How to Draw Flag Pattern Perfectly

The flag represent brief pauses in a dynamic market move. In fact, one of the requirements for the flag is that it preceded by a sharp and almost straight line move. It represent situations where a steep advance or decline has gotten ahead of itself, and where the market pauses briefly to “catch its breath” before running off again in the same direction. 

Flag pattern is the most reliable of continuation patterns and only rarely produce a trend reversal. To begin with, notice the steep price advance preceding the formations on heavy volume. Notice also the dramatic drop off in activity as the consolidation patterns form and then the sudden burst of activity on the upside breakout.

Construction of Flags Pattern

The flag resembles a parallelogram or rectangle marked by two parallel trendlines that tend to slope against the prevailing trend. In a downtrend, the flag would have a slight upward slope. See Figure 6.6a 
Figure 6.6a: Example of a bullish flag. The flag usually occurs after a sharp move and represents a brief pause in the trend. The flag should slope against the trend. Volume should dry up during the formation and build again on the breakout. The flag usually occurs near the midpoint of the move.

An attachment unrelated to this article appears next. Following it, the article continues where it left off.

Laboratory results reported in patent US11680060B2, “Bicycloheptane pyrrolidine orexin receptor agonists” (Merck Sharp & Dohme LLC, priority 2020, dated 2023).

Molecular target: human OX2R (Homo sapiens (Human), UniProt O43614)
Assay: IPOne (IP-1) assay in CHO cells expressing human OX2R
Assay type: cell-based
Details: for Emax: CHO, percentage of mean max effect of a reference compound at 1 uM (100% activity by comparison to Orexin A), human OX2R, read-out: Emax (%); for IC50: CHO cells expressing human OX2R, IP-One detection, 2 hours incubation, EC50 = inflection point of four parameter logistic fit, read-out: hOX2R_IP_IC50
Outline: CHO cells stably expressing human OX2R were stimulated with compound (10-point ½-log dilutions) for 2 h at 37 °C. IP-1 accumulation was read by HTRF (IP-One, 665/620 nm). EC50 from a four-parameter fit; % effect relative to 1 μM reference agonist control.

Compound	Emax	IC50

Flags patterns are relatively short term and should be completed within one to three weeks. Flags in downtrends tend to take even less time to develop, and often last no longer than one or two weeks. The breaking of the lower trendline would signal resumption of downtrends. The breaking of those trendlines should take place on heavier volume. As usual, upside volume is more critically important than downside volume.

Measuring Implications 

Flags are said to “fly at half-mast” from a flagpole. The flagpole is the prior sharp advance or decline. The term “half-mast” suggests that these minor continuation patterns tend to appear at about the halfway point of the move. In general, the move after the trend has resumed will duplicate the flagpole or the move just prior to the formation of the pattern. 

To be more precise, measure the distance of the preceding move from the original breakout point. That is to say, the point at which the original trend signal was given, either by the penetration of a support or resistance level or an important trendline. That vertical distance of the preceding move is then measured from the breakout point of the flag or pennant—that is, the point at which the upper line is broken in an uptrend or the lower line in a downtrend.
Books: Technical Analysis of the Financial Markets by John Murphy
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